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Birthing Center Plan Focuses on Options

  • Maeghan Finnigan, of Lebanon, N.H., discusses her pregnancy with midwife Katherine Bramhall, center, and Bramhall's summer intern Lauren Godfrey during an office visit in Lebanon, N.H., on June 27, 2018. Finnigan plans to deliver her baby at home. (Valley News - Jennifer Hauck) Copyright Valley News. May not be reprinted or used online without permission. Send requests to permission@vnews.com.

  • Midwife Katherine Bramhall listens to Maeghan Finnigan's baby's heartbeat during an office visit in Lebanon, N.H. on June 27, 2018. Finnigan plans to deliver her baby at home with Bramhall attending her. Lauren Godfrey, Bramhall's summer intern records the heart beat for Finnigan. (Valley News - Jennifer Hauck) Copyright Valley News. May not be reprinted or used online without permission. Send requests to permission@vnews.com.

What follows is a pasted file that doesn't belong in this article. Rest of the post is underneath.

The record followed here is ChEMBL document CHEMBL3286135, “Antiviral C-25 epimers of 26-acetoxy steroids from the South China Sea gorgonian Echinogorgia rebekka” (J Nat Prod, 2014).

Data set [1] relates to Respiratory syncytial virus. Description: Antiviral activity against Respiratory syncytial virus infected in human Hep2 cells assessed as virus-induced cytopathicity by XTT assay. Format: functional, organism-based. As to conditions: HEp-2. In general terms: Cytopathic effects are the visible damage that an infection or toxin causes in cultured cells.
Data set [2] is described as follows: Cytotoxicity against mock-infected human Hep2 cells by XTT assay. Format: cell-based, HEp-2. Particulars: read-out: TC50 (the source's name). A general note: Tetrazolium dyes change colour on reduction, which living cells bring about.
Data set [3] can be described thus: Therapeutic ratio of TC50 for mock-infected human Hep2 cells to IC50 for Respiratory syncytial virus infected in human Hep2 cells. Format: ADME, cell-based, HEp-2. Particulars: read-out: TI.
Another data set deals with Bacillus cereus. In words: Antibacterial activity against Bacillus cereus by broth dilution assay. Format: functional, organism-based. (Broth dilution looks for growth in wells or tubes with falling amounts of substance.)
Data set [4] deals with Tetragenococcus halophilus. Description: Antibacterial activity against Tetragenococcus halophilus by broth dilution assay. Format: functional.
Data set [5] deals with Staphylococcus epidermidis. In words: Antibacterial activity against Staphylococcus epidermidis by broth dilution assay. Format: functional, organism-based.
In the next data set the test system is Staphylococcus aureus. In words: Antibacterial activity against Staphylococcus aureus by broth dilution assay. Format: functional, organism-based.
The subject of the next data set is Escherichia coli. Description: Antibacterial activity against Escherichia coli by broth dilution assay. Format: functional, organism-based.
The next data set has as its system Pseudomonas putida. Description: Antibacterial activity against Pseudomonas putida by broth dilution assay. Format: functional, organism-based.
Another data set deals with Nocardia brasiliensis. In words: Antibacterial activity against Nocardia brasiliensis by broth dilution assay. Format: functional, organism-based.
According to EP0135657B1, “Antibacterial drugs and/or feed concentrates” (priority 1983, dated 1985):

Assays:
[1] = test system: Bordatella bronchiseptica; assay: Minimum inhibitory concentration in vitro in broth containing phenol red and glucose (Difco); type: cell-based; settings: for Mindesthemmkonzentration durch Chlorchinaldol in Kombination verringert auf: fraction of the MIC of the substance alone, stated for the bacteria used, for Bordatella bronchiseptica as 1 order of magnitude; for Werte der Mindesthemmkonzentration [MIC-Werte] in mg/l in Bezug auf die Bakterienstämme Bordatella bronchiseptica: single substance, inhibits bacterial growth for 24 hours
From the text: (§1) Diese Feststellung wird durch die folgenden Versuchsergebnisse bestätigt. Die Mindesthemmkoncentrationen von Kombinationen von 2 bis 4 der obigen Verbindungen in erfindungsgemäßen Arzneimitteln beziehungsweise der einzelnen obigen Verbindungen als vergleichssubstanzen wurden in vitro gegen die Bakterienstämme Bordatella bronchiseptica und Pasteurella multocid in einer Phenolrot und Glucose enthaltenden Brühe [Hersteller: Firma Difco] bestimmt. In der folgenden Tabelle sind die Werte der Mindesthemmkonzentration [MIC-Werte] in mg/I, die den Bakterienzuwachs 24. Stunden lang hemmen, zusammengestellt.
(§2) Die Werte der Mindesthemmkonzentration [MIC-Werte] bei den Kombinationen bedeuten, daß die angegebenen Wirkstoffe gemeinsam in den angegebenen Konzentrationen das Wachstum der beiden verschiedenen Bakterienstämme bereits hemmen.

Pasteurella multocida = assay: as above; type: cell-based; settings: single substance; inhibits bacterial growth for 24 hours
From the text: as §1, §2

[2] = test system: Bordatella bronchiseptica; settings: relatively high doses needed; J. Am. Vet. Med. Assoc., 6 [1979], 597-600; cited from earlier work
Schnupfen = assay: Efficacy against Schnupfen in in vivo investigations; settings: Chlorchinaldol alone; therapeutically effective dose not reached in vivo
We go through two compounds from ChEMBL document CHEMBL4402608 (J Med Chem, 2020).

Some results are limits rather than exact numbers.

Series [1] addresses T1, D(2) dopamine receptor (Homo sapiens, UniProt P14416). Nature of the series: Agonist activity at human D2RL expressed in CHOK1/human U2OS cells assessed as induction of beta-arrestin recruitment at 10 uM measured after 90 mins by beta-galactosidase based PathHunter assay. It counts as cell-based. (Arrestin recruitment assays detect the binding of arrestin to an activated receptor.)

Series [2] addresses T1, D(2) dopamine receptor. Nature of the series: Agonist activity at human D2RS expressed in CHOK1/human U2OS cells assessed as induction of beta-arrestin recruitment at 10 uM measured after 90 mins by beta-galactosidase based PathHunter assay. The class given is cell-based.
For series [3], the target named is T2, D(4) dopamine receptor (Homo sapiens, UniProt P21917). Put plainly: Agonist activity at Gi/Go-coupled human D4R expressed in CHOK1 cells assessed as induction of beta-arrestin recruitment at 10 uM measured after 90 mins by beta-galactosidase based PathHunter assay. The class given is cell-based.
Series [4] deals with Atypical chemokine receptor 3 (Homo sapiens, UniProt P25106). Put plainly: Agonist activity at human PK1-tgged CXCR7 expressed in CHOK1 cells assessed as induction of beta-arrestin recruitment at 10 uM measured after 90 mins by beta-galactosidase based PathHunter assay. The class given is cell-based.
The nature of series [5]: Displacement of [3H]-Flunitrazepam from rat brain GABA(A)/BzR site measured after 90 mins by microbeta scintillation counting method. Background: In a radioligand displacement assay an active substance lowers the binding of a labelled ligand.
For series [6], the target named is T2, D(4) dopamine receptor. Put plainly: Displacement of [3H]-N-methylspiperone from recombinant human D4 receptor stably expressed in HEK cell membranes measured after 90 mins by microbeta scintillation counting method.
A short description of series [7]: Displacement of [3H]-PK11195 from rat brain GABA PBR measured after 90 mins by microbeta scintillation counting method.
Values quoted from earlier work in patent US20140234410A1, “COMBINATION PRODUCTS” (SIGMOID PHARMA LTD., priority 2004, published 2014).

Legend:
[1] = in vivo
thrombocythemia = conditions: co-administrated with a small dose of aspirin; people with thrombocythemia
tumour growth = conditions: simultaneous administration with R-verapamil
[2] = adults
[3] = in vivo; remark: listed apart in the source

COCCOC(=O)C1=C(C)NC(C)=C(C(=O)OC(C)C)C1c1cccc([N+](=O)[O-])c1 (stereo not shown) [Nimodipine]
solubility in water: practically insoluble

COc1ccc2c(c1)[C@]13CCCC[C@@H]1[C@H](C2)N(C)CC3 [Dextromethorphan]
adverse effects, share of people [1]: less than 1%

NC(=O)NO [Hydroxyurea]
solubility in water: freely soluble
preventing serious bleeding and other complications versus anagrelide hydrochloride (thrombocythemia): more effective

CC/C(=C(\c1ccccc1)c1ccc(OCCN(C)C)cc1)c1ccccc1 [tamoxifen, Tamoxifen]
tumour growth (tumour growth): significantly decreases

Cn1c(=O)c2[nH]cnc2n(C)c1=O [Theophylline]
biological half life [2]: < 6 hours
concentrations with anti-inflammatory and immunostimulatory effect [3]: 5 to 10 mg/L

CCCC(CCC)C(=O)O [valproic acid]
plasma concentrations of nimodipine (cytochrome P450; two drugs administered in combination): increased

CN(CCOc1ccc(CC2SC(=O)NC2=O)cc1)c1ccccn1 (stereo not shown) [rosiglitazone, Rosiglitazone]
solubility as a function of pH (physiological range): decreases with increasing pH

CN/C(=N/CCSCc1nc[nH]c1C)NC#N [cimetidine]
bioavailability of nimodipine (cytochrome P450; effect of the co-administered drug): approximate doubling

Valley News Staff Writer
Published: 12/23/2018 11:51:11 PM
Modified: 12/25/2018 11:38:37 PM

Lebanon — Katherine Bramhall, a midwife based in Barre, Vt., opened an office in Lebanon after patients lamenting the impending closing of Alice Peck Day Memorial Hospital’s birthing center sought her assistance in delivering their babies at home.

Now, Bramhall is seeking to open a free-standing birthing center to offer patients an alternative to either a home birth or a delivery at Dartmouth-Hitchcock Medical Center. Since APD’s birthing center closed in July, DHMC is the only hospital in the heart of the Upper Valley offering obstetrics.

Gifford Medical Center in Randolph and Springfield (Vt.) Hospital, both federally qualified health centers, are the only other Upper Valley hospitals that offer labor and delivery services.

After several of her Upper Valley patients who had come to her this summer for help with their home births required transfers to DHMC, Bramhall said she realized that home birth and a birth at a large academic medical are really at the far ends of the spectrum of what women might want when they give birth.